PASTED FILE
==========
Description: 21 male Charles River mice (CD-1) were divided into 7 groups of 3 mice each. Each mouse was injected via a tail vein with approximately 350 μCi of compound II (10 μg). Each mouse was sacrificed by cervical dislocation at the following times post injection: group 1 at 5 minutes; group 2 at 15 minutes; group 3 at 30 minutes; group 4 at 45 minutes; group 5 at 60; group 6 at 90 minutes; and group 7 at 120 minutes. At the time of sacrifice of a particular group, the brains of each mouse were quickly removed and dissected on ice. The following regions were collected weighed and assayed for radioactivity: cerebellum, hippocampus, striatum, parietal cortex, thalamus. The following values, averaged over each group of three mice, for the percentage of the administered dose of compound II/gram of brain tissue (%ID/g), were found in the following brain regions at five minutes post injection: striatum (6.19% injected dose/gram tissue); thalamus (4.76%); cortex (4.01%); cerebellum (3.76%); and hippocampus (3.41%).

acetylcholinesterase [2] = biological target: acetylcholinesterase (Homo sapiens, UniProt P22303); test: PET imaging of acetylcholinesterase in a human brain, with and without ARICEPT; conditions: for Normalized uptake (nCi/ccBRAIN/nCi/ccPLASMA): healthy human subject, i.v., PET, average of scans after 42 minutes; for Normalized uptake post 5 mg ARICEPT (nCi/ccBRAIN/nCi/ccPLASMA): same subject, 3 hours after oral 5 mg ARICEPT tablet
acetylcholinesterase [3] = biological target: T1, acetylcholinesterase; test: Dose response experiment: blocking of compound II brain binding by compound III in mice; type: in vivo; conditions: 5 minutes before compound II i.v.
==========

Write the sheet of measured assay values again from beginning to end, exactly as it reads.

Description: 21 male Charles River mice (CD-1) were divided into 7 groups of 3 mice each. Each mouse was injected via a tail vein with approximately 350 μCi of compound II (10 μg). Each mouse was sacrificed by cervical dislocation at the following times post injection: group 1 at 5 minutes; group 2 at 15 minutes; group 3 at 30 minutes; group 4 at 45 minutes; group 5 at 60; group 6 at 90 minutes; and group 7 at 120 minutes. At the time of sacrifice of a particular group, the brains of each mouse were quickly removed and dissected on ice. The following regions were collected weighed and assayed for radioactivity: cerebellum, hippocampus, striatum, parietal cortex, thalamus. The following values, averaged over each group of three mice, for the percentage of the administered dose of compound II/gram of brain tissue (%ID/g), were found in the following brain regions at five minutes post injection: striatum (6.19% injected dose/gram tissue); thalamus (4.76%); cortex (4.01%); cerebellum (3.76%); and hippocampus (3.41%).

acetylcholinesterase [2] = biological target: acetylcholinesterase (Homo sapiens, UniProt P22303); test: PET imaging of acetylcholinesterase in a human brain, with and without ARICEPT; conditions: for Normalized uptake (nCi/ccBRAIN/nCi/ccPLASMA): healthy human subject, i.v., PET, average of scans after 42 minutes; for Normalized uptake post 5 mg ARICEPT (nCi/ccBRAIN/nCi/ccPLASMA): same subject, 3 hours after oral 5 mg ARICEPT tablet
acetylcholinesterase [3] = biological target: T1, acetylcholinesterase; test: Dose response experiment: blocking of compound II brain binding by compound III in mice; type: in vivo; conditions: 5 minutes before compound II i.v.